Wednesday, May 28, 2008

Truth or Skype?

Recently I had to install Skype in order to be able to contact a job lead in the manner most convenient for them. After my recent successes with SIP VOIP I thought it was time to try Skype, I'd heard much good about it.

I went to their site, located the Linux build I needed, scanned the hardware requirements. I thought I saw the requirements say that it only needed a 400 MHz CPU and about 128 MB of memory. The installation on my desktop computer went smooth, a simple dpkg installation of a .deb package. When I finished and tried calling their echo test number, echo123, I was greatly disappointed. The incoming sound was fine, but I'd have to rate what I heard of my voice echoed back as one of the worst audio experiences of my life, that badly distorted.

I installed Skype on another computer, a much more powerful media server and found the performance was fine. The problem then was with my desktop. I went back to the download page, and noticed that the required CPU speed was 1 GHz, not the 400 MHz I remembered seeing. I searched around some and did find a page on Skype's support site that quoted the speed I remembered seeing. Whether they changed this after I downloaded the .deb or if I had chased off surface pages of their web sites looking for the information I can't recall. I'd heard so much about good about Skype I didn't expect any problem, especially after the SIP successes I'd had lately.

Shane on suggested some terms to google and after much flondering I found a couple of pages that gave older versions of Skype's client program.

After an abortive try at 1.4, I found a version 1.3 that seems to work fine. There were some comments that turned up indicating some people found versions after a 1.3 release to be incompatible with some Linux Distros. Whether this was because people using Slackware Linux had no other need to update their hardware or a genuine software incompatability I don't know.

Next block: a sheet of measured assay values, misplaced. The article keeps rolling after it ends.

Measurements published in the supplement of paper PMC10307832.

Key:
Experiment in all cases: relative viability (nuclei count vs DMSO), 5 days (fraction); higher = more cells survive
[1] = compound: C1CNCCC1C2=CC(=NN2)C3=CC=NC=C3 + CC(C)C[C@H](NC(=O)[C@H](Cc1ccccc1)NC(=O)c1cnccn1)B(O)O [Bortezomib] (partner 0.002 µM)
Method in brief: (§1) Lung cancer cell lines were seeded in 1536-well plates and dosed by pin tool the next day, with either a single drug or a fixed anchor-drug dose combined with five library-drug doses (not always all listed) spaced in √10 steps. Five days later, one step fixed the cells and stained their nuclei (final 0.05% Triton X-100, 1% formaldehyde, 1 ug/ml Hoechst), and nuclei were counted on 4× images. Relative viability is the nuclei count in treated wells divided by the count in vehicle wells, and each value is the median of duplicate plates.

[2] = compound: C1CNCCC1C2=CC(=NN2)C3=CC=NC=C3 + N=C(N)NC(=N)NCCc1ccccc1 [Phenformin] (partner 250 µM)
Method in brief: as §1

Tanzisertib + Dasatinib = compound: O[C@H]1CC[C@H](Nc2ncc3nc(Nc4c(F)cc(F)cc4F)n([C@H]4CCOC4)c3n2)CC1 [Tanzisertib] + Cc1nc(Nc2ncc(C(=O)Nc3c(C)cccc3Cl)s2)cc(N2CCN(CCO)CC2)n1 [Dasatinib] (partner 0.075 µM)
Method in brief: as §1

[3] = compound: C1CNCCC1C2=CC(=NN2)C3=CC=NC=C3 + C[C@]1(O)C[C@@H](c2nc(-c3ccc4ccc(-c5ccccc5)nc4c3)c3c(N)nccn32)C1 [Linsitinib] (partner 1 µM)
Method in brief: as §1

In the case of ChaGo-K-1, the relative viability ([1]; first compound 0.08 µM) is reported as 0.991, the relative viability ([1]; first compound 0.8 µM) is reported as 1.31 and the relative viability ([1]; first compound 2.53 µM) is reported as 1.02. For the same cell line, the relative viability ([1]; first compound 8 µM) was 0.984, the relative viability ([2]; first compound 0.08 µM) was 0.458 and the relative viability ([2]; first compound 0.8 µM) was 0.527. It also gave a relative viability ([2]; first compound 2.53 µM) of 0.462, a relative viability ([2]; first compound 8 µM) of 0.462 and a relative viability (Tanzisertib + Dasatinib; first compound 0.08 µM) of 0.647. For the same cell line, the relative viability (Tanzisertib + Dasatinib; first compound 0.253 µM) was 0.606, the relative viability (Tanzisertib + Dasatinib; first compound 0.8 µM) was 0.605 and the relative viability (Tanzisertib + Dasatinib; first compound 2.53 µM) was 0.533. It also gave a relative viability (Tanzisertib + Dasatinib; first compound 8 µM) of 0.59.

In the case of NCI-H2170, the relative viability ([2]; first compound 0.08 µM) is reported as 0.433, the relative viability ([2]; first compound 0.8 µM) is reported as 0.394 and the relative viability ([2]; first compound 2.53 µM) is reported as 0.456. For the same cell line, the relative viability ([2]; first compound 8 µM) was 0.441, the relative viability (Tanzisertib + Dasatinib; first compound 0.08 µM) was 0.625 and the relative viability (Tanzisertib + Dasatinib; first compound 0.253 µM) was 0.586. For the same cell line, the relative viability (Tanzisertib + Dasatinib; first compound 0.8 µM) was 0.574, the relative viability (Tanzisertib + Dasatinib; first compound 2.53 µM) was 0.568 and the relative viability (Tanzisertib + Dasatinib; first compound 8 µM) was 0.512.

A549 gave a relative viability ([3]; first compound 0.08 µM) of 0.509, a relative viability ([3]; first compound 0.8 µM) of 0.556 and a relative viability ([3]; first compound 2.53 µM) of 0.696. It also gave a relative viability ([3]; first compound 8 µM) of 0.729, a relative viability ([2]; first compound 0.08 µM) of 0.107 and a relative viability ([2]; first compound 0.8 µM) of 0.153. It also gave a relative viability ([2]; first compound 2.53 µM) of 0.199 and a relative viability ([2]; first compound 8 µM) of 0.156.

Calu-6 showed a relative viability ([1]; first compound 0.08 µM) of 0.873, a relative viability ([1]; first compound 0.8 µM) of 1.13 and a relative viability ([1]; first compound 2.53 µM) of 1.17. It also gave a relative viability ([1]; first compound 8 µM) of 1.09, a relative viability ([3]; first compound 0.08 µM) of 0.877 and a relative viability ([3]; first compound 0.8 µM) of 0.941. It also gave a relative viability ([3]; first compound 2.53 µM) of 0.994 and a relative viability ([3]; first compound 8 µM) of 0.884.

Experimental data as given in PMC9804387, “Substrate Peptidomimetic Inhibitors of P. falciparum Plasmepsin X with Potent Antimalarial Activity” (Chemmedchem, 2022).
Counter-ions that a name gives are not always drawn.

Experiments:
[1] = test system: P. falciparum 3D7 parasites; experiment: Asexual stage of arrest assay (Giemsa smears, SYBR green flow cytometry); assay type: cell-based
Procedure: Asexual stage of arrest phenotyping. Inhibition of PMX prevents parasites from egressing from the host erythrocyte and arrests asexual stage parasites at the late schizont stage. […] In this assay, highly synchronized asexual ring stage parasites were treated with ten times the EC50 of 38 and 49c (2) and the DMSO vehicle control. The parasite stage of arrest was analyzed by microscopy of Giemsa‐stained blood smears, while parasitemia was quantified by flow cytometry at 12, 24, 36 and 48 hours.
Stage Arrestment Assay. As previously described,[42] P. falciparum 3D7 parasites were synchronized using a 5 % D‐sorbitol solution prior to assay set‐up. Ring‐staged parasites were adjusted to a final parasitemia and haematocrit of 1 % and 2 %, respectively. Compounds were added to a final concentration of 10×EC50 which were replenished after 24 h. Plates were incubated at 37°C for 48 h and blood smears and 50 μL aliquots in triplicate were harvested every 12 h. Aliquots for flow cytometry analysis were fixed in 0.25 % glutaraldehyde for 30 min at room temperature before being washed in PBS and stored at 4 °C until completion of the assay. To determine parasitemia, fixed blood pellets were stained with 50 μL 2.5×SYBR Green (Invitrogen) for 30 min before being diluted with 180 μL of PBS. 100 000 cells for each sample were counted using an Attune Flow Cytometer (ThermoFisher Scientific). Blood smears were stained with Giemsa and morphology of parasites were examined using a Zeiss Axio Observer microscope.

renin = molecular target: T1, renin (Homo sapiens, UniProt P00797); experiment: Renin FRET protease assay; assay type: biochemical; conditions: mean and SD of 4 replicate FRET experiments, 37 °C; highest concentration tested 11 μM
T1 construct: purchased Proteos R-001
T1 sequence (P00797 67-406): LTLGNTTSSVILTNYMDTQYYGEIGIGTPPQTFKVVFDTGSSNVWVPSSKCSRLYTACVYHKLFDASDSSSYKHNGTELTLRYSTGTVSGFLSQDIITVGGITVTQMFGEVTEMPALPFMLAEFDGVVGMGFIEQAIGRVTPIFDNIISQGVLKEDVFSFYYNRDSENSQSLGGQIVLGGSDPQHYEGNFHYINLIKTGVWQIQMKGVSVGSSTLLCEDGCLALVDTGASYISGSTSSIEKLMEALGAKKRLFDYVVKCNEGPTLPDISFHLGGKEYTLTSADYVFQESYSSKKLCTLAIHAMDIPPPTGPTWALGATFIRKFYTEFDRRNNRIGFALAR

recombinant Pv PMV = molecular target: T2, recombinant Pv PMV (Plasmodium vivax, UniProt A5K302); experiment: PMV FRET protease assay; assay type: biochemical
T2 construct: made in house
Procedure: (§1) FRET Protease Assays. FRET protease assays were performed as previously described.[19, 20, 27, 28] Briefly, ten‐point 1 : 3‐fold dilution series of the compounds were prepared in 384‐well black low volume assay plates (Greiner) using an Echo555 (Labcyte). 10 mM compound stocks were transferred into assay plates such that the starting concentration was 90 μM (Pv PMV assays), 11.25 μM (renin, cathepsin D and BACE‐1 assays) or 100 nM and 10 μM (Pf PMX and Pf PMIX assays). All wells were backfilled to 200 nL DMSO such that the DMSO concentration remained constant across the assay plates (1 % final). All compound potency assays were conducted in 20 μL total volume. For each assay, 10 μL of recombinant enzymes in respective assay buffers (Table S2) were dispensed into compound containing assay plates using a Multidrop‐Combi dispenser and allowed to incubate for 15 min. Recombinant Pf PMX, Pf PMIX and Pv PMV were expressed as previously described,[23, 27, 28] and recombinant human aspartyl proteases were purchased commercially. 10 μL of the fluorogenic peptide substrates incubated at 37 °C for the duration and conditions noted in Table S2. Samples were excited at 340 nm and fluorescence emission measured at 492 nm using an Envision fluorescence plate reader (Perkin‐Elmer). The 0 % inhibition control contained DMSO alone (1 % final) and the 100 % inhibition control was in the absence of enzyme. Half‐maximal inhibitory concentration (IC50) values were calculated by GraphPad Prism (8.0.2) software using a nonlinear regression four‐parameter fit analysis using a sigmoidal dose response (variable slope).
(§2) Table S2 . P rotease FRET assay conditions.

I also thought I saw Skype claim their program works over 33.7 KHz dialup lines. I consider this conclusive evidence that they use some form of audio compression, which could explain why there is increased need for CPU speed. Probably not a problem on more modern computers, but one form of audio compression, encoding to .mp3, is definitly not a real time process on my computer so this probably backs the problem cause scenario.

Anyway, this might save someone some time.

Monday, May 26, 2008

A Phone Call From Ralf

Today I recieved a phone call from Ralf, a friend of me and some of my other acquantances. The thing that was unusual about the call was that it was the first I have recieved using Voice Over Internet Protocol (VOIP) / Session Initiation Protocol (SIP). I've placed many outgoing calls in the past but never recieved any till today. The call was using the services and accounts of the Gizmo Project ( by both of us.

One of the cool things I like about Gizmo's service is that if you are not logged in with it, and you recieve a call, they will email you a .wav file of any voice message a caller leaves for you, effectively turning your inbound email into an answering machine. I've played these wav files with mplayer while browsing my email's web interface with Lynx. I consider this an indication of keeping things interoperable by sticking with basic, universal protocols and formats.

I'd just gotten outgoing calls using my Gizmo account to work yesterday with the Linphonec client, from the Debian Linux distribution package linphone-nox. This particular client is a text console application that simply presents you with a prompt to type in commands, and does offer a 'help' command to get a list and further details of possible commands as well as tab completion. In general the commands are fairly straight forward, but I do have a few complaints. It does not respond to 'exit', you must type in 'quit' to leave the program. There is no command to toggle muting on the microphone, so I have to put it in a wrapper alias to handle this with an 'amixer' command I figured out to work with my particular sound card. This probably varies from soundcard to soundcard. Also there is no direct command to dump the call log (the output of the 'call-log' command) into a file for saving. There may be a switch, '-l ' to handle saving the logfile, but that will need to be folded into the wrapper alias, so it has to be thought out a head of time.

One of the things that was notable about the call was that it traversed three firewalls, two of them performing NAT (Network Address Translation). There had been some adjustments to these firewalls to handle the outgoing calls, but apparently that was sufficient to enable incoming calls. NAT is frequently considered the bane of VOIP, but apparently, at least on a limited scale, it can be dealt with.

Anyway, before the day ended I'd recieved several other calls from Ralf and another friend further confirming that the combination of software, hardware and protocols provided functioning telephony.